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Hunger Games: Catching Fire

December 1, 2013 | by Mark Papers

The new installment of the Hunger Games trilogy teaches us a lesson about Hanukkah.

The miracle of Hanukkah doesn’t seem so impressive to us these days. Yes, the few conquered the many, and the weak conquered the strong. That’s impressive. Almost every movie we see is about the few conquering the many. Is the miracle of Hanukkah more impressive than Die Hard?

As far as a candle staying lit for 8 days, well, my kids leave lights on for days all the time.

And as far as a candle staying lit for 8 days, we have light bulbs these days that can stay on for years. My kids leave lights on all the time. We come back from being away for the holidays, and I’m like, “Has this light been on for 8 days?” It’s not impressive, it’s annoying.

Maybe I’m losing my sense of wonder.

But my point is that this all seems like a pretty small deal. Even if the miracle itself is impressive, it’s one candle. Why do we care so much? We’re fighting an army here!

“Yeah, but we have a candle! And it’s staying lit longer than we thought it would!”

But sometimes a movie comes along that shows why a small thing can still be a big deal.

The Hunger Games: Catching Fire – part 2 of the 4-part Hunger Games Trilogy – strikes several parallels to the story of Hanukkah. And not just because the folks in the Capitol are sort of like the Greeks, with their chariots and their Olympic games and their bulimia. (They actually have drinks that make them throw up so they can go on eating. Though when I throw up, I usually don’t feel like going on eating. What are they eating? Tea and toast?)

But there are more parallels. Obviously, there’s the fire reference in the title. Though you have to wonder, what does that title even have to do with the movie? I don’t actually remember anyone catching on fire. Is it just because she wears a dress that turns into flame, and, like the candles in the story of Hanukkah, can keep burning but not get consumed?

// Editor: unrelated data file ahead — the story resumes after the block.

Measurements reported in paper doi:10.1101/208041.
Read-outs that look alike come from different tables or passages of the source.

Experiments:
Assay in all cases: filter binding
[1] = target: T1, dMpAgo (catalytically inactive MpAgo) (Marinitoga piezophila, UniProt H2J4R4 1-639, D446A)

But the question goes even deeper than that: For the entire movie, the president of Panem – the most powerful man in the world who rules over the mining district, the fishing district, the clown makeup district, the diamond district, and the district that manufactures hologram TVs for poor people, and so on – is entirely obsessed with one girl.

Um, don’t you have a country to run? I don’t know that you have room in your life to be obsessed with reality TV. Isn’t there, like, a rebellion brewing?

And this isn’t even a particularly ambitious girl. What’s one girl? Sure, there’s a rebellion, but what does it have to do with her? She doesn’t start the rebellion. She’s not the leader of anything. She just wants to be free to hunt turkeys and have her little love triangle dramas.

But it doesn’t really matter what she wants. Because it’s not just the president. Everyone is looking to her. Literally. In this world, even the poorest of the poor have hologram TVs down in the mines, and the only show besides the news, as far as we can tell, is the Hunger Games. Katniss is the one celebrity on the one show that everyone watches.

The president knows this. For a long time, everyone was thinking about rebellion, so he created the Hunger Games to be a show that everyone watches that pits districts against each other to discourage them from banding together. But now this show they all watch is actually the spark that got them to start rebelling, when everyone – the entire nation – saw Katniss threaten to eat poison berries in the 74th Games. She reminded them that the enemy was not each other, but the game itself. She gave new meaning to the term, “beating the game”. Katniss didn’t just win the game. She stood up and flipped over the game board.

And now everyone else is standing up as well. Katniss, “the girl on fire”, is the spark that lets everyone else catch fire too.